Tunisia passes landmark law protecting women against rape and abuse

Tunisia passes landmark law protecting women against rape and abuse
Human rights groups have praised Tunisia's progress in passing legal measures protecting women, however warn of financial barriers to their proper implementation.
2 min read
28 July, 2017
Women's groups in Tunisia have campaigned for decades for legal protections [Anadolu]

Tunisian lawmakers on Thursday passed a "landmark" law aimed at protecting women against rape and domestic violence.

The law, tiltled the "Law on Eliminating Violence against Women", abolishes a controversial clause that allows rapists to escape punishment if they marry their victims.

It also the country's first piece of legislation that recognises domestic violence as a punishable crime.

"It's a very moving moment and we are proud in Tunisia to have been able to gather around a historic project," said Women's Minister Naziha Laabidi.

Women's rights activists have struggled for decades for legal protections against rape and abuse, in a country that has one of the highest rates of domestic violence in the world. 

The legislation, which will come into effect next year, allow women to seek protection from violent spouses and relatives. It also contains provisions for protection against public harrassment and "physical, moral and sexual" violence.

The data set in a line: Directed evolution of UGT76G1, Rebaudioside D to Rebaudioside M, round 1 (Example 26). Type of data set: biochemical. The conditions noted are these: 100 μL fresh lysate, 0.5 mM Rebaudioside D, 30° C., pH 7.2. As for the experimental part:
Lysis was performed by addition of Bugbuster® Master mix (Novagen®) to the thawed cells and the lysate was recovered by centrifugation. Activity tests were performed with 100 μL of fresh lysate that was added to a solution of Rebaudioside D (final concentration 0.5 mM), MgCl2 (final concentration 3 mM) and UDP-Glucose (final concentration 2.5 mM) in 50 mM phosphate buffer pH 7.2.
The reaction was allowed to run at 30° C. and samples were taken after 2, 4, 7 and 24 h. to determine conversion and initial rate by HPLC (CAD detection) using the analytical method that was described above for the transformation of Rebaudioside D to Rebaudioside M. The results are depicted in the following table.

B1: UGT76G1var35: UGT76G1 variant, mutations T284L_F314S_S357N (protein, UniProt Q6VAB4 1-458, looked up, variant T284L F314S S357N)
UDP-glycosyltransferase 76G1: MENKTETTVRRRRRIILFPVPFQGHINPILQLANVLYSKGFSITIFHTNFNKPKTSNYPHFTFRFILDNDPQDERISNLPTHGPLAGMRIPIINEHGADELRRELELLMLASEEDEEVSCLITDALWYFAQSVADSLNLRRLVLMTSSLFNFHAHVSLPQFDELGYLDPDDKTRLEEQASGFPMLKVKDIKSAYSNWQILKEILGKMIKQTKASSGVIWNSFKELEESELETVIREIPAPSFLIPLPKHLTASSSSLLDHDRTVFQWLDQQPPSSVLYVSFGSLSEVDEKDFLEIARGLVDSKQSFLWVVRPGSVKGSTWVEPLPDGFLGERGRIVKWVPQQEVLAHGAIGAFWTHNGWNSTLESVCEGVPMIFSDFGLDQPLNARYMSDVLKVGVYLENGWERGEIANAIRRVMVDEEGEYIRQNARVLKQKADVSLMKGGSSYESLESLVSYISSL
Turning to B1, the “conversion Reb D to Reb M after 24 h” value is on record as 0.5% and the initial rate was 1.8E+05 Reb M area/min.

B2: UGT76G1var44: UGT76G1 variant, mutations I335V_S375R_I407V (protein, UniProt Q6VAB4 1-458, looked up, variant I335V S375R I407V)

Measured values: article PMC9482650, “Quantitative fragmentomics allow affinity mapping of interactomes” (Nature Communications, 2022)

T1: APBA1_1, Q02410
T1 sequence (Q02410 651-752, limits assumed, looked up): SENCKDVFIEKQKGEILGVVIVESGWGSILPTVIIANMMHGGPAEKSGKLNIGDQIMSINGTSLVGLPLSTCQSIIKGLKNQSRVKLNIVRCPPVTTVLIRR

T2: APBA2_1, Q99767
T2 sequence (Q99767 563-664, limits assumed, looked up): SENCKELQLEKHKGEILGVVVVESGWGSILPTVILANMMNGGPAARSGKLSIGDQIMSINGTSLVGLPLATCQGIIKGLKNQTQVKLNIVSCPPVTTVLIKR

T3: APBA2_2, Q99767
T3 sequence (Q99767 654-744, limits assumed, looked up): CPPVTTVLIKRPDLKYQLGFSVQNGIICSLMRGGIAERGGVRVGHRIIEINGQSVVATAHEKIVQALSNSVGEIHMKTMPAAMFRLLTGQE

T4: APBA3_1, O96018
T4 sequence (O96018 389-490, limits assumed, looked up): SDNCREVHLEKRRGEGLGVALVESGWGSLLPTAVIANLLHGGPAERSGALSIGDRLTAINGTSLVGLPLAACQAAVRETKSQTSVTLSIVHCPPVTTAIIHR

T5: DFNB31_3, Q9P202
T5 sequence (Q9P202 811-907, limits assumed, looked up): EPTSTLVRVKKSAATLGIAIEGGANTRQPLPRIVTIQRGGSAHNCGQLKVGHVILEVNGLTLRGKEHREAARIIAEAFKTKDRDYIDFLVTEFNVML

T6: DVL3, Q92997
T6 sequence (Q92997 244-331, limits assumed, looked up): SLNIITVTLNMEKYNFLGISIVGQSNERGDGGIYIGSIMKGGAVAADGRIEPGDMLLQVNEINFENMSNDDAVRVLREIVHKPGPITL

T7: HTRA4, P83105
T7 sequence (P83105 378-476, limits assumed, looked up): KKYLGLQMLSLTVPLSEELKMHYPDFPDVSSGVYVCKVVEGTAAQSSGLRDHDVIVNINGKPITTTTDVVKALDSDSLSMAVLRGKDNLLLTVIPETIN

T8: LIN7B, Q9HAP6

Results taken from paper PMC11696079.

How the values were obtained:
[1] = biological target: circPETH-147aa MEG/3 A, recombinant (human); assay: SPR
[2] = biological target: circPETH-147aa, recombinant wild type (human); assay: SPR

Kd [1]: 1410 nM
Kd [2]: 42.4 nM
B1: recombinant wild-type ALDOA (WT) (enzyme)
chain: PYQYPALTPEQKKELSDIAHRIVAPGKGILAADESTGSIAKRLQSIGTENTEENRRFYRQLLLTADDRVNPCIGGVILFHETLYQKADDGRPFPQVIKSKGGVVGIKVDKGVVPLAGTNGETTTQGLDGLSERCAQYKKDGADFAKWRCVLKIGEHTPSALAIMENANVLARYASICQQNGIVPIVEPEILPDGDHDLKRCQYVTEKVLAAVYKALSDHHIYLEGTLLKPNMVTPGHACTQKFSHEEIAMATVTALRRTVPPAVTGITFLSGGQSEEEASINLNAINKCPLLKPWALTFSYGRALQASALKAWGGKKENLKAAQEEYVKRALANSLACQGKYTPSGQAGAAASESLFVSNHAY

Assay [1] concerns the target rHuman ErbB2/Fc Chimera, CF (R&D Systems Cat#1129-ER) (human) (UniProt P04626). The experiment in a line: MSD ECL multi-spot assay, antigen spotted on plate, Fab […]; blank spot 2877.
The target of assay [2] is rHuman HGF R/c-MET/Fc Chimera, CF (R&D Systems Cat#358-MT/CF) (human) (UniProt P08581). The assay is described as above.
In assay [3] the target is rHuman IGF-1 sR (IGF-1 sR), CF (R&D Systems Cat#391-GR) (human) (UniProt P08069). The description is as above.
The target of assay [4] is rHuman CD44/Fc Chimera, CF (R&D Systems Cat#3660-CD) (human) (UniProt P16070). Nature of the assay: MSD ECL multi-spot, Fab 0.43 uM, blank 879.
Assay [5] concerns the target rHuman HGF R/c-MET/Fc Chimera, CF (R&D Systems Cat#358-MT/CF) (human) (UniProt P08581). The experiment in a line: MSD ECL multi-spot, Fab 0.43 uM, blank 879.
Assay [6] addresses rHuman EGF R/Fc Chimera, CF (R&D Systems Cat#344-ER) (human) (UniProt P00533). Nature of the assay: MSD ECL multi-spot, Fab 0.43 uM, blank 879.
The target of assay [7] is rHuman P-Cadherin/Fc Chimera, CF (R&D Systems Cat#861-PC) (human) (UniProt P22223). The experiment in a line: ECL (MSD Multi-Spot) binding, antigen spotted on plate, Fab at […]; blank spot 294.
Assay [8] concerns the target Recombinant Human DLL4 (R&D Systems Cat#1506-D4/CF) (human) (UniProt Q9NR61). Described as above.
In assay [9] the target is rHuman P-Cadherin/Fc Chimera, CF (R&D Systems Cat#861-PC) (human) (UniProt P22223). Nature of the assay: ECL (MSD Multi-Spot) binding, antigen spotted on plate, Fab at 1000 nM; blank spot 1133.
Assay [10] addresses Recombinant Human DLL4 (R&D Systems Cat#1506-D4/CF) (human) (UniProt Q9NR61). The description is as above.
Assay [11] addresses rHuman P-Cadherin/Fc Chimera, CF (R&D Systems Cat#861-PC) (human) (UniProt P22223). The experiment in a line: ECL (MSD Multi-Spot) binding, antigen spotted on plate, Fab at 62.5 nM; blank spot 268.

In the bills early stages, Islamist Ennahda Party minister Sayida Ounissi pledged that it would redefine attitudes towards domstic violence in Tunisia, where it is often considered a private matter.

Rights groups have also praised the move as a positive stride for women's rights in the country, which has the highest percentage of female parliamentary representation of any Arab country.

This praise, however, was balanced with caution about the limits of the new law.

"Tunisian authorities should ensure that there is adequate funding and political will to put the law fully into effect and to eliminate discrimination against women," said Amna Guellali, Tunisia office director at Human Rights Watch.

"While the law requires authorities to refer women to shelters if they are in need, it provides no mechanisms for funding either governmental or non-governmental shelters.

"It also does not set out provisions for the government to provide women with timely financial assistance to meet their needs or assistance in finding long-term accommodation. The law, in sum, does not stipulate how the state will fund the programmes and policies it brings into being."